Morning Thanks

Garrison Keillor once said we'd all be better off if we all started the day by giving thanks for just one thing. I'll try.

Tuesday, June 10, 2014

Live to Ride




I wasn't really scared, but I was surprised when he rolled up beside me and stopped--this was years ago. The Harley was black as the ace of spades, his leathers uncreased, and the hooded helmet something Darth Vader might have envied. The guy was just, well, fearful, you know, that Harley rumbling between his legs as only Harleys do. 

When he pulled off the helmet, he was bald as a baby's butt, and older than I was. What's more, he was a friend. The whole thing was shocking because back then you didn't expect to know people like that, the type of biker who makes you roll  your eyes when they show up in ridiculously bad movies.

Shouldn't have been a shock, really. These days, McDonalds workers are trained to give everyone who shows up on a bike senior coffee without asking about age. Once upon a time a "bike" was a kid thing, a crotch rocket, one of the hot doggin' loose ends a kid had to tie up before getting serious about life, maybe his last acre of wild oats.

Now it's sometime the first batch, numero uno on a thousand bucket lists. 

On my way west on Saturday, I took some back roads and passed this marker on the Iowa side of the Big Sioux, where an old geezer's last mile on a Harley or Gold Wing came to a jarring halt. His good buddies and their wives put up this fond remembrance for the poor soul, who, the thing claims, lived for nothing greater than taking out that bike and pushing wonderful country wind through what hair he still had. Promethean, really--proud.

Well, okay, I thought. We should all be so blessed. Better to have loved and lost than never to have loved at all, right?--even if it's a Hawg?  And besides, as the Pope now so famously said, "Who am I to judge?" This is the home of the free and the brave. If someone wants to go to his grave like Peter Fonda. . .hey! whatever makes your engine pop, right?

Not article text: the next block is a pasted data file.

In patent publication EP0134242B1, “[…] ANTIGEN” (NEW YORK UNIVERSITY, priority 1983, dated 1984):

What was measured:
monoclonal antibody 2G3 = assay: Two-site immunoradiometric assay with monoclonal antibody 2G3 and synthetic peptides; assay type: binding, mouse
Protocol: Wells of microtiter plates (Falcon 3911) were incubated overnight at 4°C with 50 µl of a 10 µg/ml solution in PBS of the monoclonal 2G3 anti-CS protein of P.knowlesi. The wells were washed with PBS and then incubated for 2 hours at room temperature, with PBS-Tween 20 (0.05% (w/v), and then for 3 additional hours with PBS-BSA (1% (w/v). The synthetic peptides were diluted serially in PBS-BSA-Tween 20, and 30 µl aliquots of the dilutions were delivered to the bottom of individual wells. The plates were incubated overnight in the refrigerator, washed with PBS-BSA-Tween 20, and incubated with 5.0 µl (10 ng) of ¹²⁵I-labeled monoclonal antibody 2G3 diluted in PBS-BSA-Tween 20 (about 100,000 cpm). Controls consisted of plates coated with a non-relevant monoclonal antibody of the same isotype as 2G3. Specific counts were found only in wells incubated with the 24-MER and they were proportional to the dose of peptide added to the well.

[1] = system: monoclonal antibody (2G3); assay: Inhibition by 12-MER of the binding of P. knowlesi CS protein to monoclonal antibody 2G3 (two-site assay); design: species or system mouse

"Live to Ride, Ride to Live." Still, it's a credo that makes only if you're really bored, and that's a little sad.  And crosses too? WWJD?

I couldn't help but shake my head and chuckle a bit at the sheer lunacy of it, which isn't the sought-after emotion a sign like this is meant to trigger, or at least not what his buddies and his wife intended, I'm sure. I was probably supposed to give the deceased a few moments of silence in the sheer awe of his devotion.

Look, I had more than one motorcycle in my life, and I remember fondly taking off out west for years, mid-summer, and loving every moment of it. I'm serious. I was an old man, too, bald as a buzzard. I know the joy.

I suppose his wife came along too, and maybe they had a couple of really good hot years at Sturgis. I bet she even left her bra back home in the closet. You know.

More power to 'em. 

But still. "Ride to live, live to ride"?

Five miles away, no more, I rounded a turn and came up on this one, same rural South Dakota biker gang, I suppose, at least same old geezer ethic. Is someone actually building these crosses in his garage? Can you buy 'em on the internet?

This one is permanently affixed to its own story line. The old guy just missed a curve. It happens.

Am I wrong here, or would these roadside memorials pierce the heart more deeply if they were meant to honor 17-year-olds? The old bucks who died in both places, five minutes away from each other, had to be geezers, just had to be. Kids aren't old enough for credos. You got to be an old man to moralize. 

Just a couple of days ago, a small squad of odd-looking three-wheelers rolled up in front of me, 25 thou a pop, in case you're wondering and in the market, and that's without the togs. Only old guys can dream about these. Besides, what 19-year old kid is going to want a three-wheeler? 

But I'm thinking there's one heckuva market out there for three-wheelers, an ever-expanding market of boomers with round bellies and pockets stuffed with Cialis, in good shape to roll up to the Home. 


Seriously, a unit like this is just an old-fashioned walker on steroids. 

But maybe it'll save lives.

Ride to live. Live to ride. 

Whatever.

1 comment:

Anonymous said...

and Billery "struggled."